Tuesday, June 15, 2010

UCLA's Leamer: "A Homeless Recovery"

by Calculated Risk on 6/15/2010 12:14:00 PM

From UCLA: UCLA Anderson Forecast: U.S. recovery a long, slow climb; Calif. recovery weaker than nation's

"If the next year is going to bring exceptional growth," [UCLA Anderson Forecast director Edward] Leamer writes, "consumers will need to express their optimism in the way that really counts — buying homes and cars. And that is not going to happen if businesses continue to express their pessimism in the way that really counts — by not hiring workers."

The result is an economic Catch-22.

Leamer explains that significant reductions in the unemployment rate require real gross domestic product (GDP) growth in the 5.0 percent to 6.0 percent range. Normal GDP growth is 3.0 percent, enough to sustain unemployment levels, but not strong enough to put Americans back to work. As a consequence, consumers concerned about their employment status are reluctant to spend, and businesses concerned about growth are reluctant to hire.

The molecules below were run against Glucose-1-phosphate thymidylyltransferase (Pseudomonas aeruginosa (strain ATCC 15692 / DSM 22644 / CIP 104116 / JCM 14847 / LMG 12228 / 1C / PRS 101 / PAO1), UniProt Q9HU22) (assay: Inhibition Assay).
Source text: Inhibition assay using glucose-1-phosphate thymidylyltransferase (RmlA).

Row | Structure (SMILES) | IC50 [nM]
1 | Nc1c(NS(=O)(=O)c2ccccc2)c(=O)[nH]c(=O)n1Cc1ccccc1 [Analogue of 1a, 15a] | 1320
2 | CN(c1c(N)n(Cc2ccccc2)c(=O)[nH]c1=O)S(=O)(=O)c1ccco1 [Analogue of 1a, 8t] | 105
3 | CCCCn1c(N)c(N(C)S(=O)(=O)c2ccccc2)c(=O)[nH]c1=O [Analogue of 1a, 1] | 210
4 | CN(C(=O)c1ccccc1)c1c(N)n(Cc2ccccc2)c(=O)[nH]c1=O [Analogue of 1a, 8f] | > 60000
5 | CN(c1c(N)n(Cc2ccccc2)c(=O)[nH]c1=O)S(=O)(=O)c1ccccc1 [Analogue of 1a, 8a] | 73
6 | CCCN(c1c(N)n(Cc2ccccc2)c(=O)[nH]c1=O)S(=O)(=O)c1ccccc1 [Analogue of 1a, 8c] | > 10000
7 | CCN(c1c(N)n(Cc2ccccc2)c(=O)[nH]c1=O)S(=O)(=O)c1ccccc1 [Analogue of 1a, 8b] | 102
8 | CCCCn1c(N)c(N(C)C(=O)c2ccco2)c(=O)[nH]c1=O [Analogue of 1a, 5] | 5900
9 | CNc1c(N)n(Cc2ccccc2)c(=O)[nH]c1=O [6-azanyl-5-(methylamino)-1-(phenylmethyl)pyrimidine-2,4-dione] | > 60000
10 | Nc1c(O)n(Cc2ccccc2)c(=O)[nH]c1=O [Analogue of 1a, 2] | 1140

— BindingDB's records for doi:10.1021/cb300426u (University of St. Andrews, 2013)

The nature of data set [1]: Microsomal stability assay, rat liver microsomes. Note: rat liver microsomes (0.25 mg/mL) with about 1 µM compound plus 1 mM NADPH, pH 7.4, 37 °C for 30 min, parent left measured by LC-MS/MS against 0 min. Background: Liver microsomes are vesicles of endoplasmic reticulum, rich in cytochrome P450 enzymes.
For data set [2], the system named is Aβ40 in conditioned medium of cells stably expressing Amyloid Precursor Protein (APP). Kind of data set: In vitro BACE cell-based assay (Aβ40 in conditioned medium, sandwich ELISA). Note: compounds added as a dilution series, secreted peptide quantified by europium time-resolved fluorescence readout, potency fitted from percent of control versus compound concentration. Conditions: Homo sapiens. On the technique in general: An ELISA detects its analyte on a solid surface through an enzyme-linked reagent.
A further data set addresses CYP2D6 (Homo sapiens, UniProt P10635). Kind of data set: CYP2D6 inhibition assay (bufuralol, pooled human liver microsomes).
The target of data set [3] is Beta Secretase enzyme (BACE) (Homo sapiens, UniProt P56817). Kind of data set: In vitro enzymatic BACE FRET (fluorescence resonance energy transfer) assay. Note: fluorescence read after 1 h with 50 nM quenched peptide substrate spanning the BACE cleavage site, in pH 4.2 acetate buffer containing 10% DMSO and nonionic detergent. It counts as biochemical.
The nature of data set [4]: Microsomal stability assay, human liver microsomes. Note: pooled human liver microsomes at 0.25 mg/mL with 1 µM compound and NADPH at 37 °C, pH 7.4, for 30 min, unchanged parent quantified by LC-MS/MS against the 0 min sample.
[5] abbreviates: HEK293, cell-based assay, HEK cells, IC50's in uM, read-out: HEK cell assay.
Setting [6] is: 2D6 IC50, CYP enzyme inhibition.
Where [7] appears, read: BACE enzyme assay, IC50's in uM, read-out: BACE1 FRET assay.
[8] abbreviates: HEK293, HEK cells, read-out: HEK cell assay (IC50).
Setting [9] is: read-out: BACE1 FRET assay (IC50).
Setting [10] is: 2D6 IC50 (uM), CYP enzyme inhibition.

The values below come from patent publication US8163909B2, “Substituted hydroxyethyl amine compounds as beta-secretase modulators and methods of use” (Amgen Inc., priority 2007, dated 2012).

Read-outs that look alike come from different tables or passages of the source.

The forecast for GDP growth this year is 3.4 percent, followed by 2.4 percent in 2011 and 2.8 percent in 2012, well below the 5.0 percent growth of previous recoveries and even a bit below the 3.0 percent long-term normal growth. With this weak economic growth comes a weak labor market, and unemployment slowly declines to 8.6 percent by 2012.
A couple of key points:

  • Usually housing (residential investment) is a key engine of growth in a recovery, for both GDP and employment, but this time any contribution from housing will be muted. Normally in a recovery housing is a leading sector, and the pickup in residential investment leads to more jobs - and more households - and more demand for housing. This is not happening now because of the huge overhang of existing inventory. Right how the recovery is "homeless", and that means any recovery in GDP and employment will be sluggish.

  • The sluggish GDP growth implies that the unemployment rate will stay elevated for some time. Leamer is forecasting the unemployment rate will decline slowly to 8.6% in 2012! Ouch. However, he is also forecasting that the Fed will raise rates early in 2011, but that is very unlikely based on his unemployment rate forecast.